phiffer.org

Dan Phiffer Dan Phiffer is an Internet enthusiast based in Troy, NY

The Trouble with the “uber for…” Economymedium.com

Zeynep Tufekci on the broader little-u “uber for ____” economy.

What if the reason Uber raises so much ire and anxiety is not about whether Uber, the company, fails its drivers better or worse than medallion owners fail their own drivers, but because the “uber for …” economy is threatening to make the lousy conditions for taxi drivers, once seen as a temporary job for first generation immigrants, into the jobs of the future?

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Attention K-Mart Shopperswww.chartattack.com

A former employee has digitized and uploaded 56 cassette tapes from K-Mart’s in-store sound system.

“God, the internet is a wonderful place.”
“God, the internet is a wonderful place.”

Mark Davis worked behind the Service Desk at the Naperville, IL Kmart in the late ’80s and early ’90s. Every month, corporate office issued a cassette to be played over the store speaker system — canned elevator-type music with advertisements seeded every few tracks. Around 1991, the muzak was replaced with mainstream hits, and the following year, new tapes began arriving weekly. The cassettes were supposed to be thrown away, but Davis dutifully slipped each tape into his apron pocket to save for posterity. He collected this strange discount department store ephemera until 1993, when background music began being piped in via satellite service.

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Warm Focusbff.fm

A weekly internet radio show designed to help you focus. Streamed each Wednesday at noon, Pacific Time. Hosted by none other than Patrick Ewing (the game developer Patrick Ewing).

Each week we attempt to induce a two-hour state of Flow in the listener: the sense that your work is carrying you along effortlessly like a log in a stream. Long, uninterrupted sets of instrumental music carefully selected as a background for doing creative work. I aim to energize and focus the mind without ever feeling distracting or alienating.

Link via Robin Sloan

The original NPR mission statementwww.radiodiaries.org

The most recent episode of the Radio Diaries podcast has an interview with Bill Siemering, who wrote the original mission statement for NPR.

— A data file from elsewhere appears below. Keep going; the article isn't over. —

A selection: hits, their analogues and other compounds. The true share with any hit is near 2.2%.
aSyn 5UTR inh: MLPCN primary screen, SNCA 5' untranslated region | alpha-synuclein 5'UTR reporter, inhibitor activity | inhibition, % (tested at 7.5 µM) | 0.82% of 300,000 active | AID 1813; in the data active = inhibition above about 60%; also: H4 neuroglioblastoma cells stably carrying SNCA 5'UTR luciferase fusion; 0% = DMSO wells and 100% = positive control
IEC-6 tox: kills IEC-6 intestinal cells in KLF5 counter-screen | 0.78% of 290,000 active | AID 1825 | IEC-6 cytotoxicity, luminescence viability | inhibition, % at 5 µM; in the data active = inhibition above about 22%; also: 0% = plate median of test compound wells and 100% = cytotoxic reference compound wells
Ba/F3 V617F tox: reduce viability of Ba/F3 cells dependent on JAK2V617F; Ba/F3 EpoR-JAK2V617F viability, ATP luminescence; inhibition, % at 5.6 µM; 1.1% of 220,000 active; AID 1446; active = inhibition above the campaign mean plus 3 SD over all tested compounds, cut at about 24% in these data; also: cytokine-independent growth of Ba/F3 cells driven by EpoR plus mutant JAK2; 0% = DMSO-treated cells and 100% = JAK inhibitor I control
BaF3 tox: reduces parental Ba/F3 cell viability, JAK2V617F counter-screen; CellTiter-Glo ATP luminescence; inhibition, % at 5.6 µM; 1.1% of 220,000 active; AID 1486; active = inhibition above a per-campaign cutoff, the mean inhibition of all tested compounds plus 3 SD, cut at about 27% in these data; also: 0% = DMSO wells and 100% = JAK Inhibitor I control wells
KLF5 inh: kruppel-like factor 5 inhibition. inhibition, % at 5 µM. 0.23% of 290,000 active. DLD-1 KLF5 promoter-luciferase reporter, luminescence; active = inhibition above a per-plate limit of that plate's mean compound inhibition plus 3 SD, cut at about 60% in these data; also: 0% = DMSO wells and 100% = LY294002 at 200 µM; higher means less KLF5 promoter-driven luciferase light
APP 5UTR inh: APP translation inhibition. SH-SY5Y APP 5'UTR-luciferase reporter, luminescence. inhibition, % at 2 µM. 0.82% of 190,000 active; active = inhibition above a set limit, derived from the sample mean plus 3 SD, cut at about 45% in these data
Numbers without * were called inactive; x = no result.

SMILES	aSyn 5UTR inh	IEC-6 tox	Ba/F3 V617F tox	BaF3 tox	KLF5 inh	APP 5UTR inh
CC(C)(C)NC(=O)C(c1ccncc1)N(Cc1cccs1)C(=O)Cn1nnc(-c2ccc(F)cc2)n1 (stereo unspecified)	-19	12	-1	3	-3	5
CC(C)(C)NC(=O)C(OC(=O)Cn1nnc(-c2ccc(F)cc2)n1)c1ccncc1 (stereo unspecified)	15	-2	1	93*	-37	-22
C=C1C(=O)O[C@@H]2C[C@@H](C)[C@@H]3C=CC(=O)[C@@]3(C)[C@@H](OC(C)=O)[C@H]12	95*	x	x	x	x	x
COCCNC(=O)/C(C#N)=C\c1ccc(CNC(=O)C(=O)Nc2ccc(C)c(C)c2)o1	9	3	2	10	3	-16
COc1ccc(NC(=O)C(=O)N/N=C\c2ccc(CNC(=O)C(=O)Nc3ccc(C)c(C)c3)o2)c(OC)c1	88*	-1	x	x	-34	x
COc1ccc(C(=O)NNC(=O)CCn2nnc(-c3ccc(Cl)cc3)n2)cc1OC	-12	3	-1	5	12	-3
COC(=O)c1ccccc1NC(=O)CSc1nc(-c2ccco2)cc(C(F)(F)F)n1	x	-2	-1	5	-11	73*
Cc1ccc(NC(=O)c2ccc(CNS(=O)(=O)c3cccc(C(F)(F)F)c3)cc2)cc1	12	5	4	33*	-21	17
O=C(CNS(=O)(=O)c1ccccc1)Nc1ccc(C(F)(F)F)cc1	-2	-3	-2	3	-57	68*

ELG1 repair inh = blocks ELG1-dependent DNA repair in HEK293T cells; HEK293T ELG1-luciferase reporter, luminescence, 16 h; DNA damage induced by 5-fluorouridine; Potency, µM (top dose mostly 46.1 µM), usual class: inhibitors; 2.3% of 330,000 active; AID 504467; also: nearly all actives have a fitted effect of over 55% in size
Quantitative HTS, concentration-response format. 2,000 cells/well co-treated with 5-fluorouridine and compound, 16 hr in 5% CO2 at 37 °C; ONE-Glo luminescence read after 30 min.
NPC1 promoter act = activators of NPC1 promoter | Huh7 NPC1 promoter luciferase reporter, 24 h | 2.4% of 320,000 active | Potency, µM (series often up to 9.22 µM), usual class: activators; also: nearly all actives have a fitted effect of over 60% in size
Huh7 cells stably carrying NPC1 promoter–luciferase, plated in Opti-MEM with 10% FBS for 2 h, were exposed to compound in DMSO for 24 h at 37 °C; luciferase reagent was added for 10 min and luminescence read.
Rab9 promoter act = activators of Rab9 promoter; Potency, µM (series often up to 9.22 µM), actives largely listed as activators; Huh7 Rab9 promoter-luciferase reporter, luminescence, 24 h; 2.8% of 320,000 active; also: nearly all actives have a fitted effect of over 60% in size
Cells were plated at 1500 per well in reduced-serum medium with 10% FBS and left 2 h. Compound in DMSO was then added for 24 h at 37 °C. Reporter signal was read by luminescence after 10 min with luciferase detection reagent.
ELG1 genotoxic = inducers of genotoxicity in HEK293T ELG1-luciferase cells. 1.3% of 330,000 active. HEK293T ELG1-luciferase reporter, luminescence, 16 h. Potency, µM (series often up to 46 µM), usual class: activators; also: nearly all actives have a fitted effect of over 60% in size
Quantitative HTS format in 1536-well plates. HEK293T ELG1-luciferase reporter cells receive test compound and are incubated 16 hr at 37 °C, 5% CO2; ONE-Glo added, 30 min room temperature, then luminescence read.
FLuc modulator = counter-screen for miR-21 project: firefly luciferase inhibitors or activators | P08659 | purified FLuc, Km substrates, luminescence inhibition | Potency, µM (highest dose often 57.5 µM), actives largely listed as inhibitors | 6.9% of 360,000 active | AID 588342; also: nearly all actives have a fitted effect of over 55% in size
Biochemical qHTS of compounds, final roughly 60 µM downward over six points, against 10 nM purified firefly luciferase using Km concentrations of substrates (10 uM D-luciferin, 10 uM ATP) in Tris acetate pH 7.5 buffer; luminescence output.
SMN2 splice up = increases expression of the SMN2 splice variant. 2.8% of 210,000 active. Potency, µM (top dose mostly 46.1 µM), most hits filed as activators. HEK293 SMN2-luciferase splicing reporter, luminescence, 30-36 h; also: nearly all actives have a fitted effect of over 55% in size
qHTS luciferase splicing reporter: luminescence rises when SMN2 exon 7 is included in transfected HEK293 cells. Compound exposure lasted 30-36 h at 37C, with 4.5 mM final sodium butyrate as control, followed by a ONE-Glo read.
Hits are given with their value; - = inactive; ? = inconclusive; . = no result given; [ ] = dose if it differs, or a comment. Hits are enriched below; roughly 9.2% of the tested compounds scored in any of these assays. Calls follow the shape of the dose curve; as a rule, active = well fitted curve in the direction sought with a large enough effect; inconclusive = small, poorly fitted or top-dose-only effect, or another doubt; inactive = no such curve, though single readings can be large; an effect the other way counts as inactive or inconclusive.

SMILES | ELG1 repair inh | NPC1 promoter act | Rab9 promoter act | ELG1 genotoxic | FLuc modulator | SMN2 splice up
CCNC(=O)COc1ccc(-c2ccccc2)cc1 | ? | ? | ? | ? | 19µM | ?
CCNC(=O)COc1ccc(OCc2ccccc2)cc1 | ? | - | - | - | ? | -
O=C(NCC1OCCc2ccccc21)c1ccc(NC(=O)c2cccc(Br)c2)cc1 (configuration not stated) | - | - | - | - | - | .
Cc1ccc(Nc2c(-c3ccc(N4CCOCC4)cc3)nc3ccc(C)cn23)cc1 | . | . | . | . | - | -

MP3 download

National Public Radio will serve the individual, it will promote personal growth, it will regard the individual differences with respect and joy, rather than derision and hate. It will celebrate the human experience as infinitely varied, rather than vacuous and banal. It will encourage a sense of active, constructive participation, rather than apathetic helplessness.

The total service should be trustworthy, enhance intellectual development, expand knowledge, deepen aural aesthetic enjoyment, increase the pleasure of living in a pluralistic society, and result in a service to listeners which makes them more responsive, informed human beings and intelligent, responsible citizens of their communities and the world.

It would speak with many voices and many dialects. The editorial attitude would be that of inquiry, curiosity, concern for the quality of life, critical problem solving, and life loving.

It’s interesting to know that the term broadcasting has its origins in agriculture, as in “scattering seeds.”

radio-diaries

See also: Radiotopia’s Fall 2015 fund drive.

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Raiders of the Lost Webwww.theatlantic.com

Somebody must have downloaded this, right? Anybody got a copy?

Many of the never-before-published documents and photographs Vaughan unearthed became key components of the web series, appearing only online and not in printed versions of the series. These weren’t just extras, but key chapters of the story, told digitally. And when the website disintegrated after the Rocky’s closure, these stories weren’t relegated to an old box on an unreachable shelf; they were gone.

If a sprawling Pulitzer Prize-nominated feature in one of the nation’s oldest newspapers can disappear from the web, anything can.

Link via Rose Eveleth

Economics of Climate Changewww.youtube.com

Mark Z. Jacobson, professor of Civil and Environmental Engineering at Stanford gave a talk at the New School in 2012 about the economics of renewable energy.

His part of the talk starts at 18:50.

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See also: his TED debate with Stewart Brand about nuclear energy.

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Renewables are winningwww.bloomberg.com

Bloomberg on some promising trends in U.S. energy production.